Local officials are increasingly turning to a gunshot detection technology to help address gun violence, despite serious concerns over its accuracy and potential side effects.
More than 130 cities and towns across the country have now installed the ShotSpotter systems, according to a report released Thursday from the group Surveillance Technology Oversight Project (STOP). That’s up from about 85 cities in 2018.
That expansion has been aided by federal funding, with several cities including Detroit, New Haven, Conn., and Albuquerque, N.M., signing big contracts with ShotSpotter using money from the American Rescue Plan Act. The increase could accelerate with new funding that’s been allocated for school safety after the recent shooting in Uvalde, Texas.
“At a time when elected officials are facing more pressure than ever to combat gun violence and we see cities spending hundreds of millions of dollars on gun prevention tech, including all the new money that Congress authorized after Uvalde, we have to look at the fact that this technology — ShotSpotter — is expensive, dangerous and just doesn’t work,” Albert Fox Cahn, STOP’s executive director, said in an interview.
ShotSpotter’s acoustic technology has become a favored tool for police departments to identify when guns are fired and quickly deploy officers without having to wait for 911 calls.
Critics contend that the system is inaccurate, puts officers into situations primed for accidents and results in overpolicing of Black and other minority neighborhoods.
The company claims that it can correctly identify gun shots 97 percent of the time based on reporting from police.
Studies from academics and independent government watchdogs have found that the technology suffers from serious false positive problems, and in the case of Chicago fails to lead officers to gun-related crimes.
While ShotSpotter has commissioned consultants to review its accuracy claims, the studies confirming the 97 percent figure have not included any data backing up the assertion.
“As the ShotSpotter bill grows for taxpayers, the amount of independent performance data remains lamentably low,” STOP’s report reads.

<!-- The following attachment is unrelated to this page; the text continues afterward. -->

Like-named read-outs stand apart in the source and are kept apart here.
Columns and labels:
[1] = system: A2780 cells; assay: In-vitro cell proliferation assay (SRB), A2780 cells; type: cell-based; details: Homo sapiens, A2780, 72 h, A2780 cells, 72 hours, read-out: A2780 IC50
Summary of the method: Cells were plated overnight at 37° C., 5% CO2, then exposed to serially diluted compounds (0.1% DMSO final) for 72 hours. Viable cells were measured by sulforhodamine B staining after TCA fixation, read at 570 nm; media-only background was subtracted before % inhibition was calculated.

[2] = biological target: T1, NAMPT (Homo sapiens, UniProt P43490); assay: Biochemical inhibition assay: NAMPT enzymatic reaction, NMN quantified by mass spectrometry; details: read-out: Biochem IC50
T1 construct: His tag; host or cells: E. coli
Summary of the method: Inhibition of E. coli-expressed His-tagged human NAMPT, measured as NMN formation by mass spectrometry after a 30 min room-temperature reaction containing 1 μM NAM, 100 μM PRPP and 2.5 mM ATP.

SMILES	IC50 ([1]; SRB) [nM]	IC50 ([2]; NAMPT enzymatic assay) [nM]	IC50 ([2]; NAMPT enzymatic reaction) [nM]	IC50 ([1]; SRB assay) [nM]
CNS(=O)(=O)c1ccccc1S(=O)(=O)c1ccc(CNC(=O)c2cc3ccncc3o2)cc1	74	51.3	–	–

Especially given the questions about the technology’s accuracy, critics contend, having officers deployed primed to deal with gunfire creates unnecessarily dangerous situations.
“Every false alarm for ShotSpotter can potentially lead to a tragic death because you have officers running into situations presuming there is an active shooter, when in fact, there can just be a backfire or fireworks,” Cahn said, pointing to the case of 13-year-old Adam Toledo, who was killed in Chicago last year by police dispatched after a ShotSpotter alert.
The report released Thursday argues that ShotSpotter can also exacerbate overpolicing in certain communities. STOP found that almost three quarters of the 31 New York Police Department precincts where ShotSpotter is used are either majority Black or Latino.
“ShotSpotter’s apparently discriminatory sensor placement could lead to discriminatory and even deadly police responses. In NYC, plainclothes officers responding to a ShotSpotter alert in Canarsie, Brooklyn, a majority-Black neighborhood, refused to identify themselves to and assaulted a 20-year old man they found smoking marijuana,” the report reads.
The company defends the deployment of its sensors, arguing that it is up to police to place them and that departments make those decisions based on crime data. But the STOP report maintains that law enforcement disproportionately target minority populations based on “geographically and demographically skewed crime data.”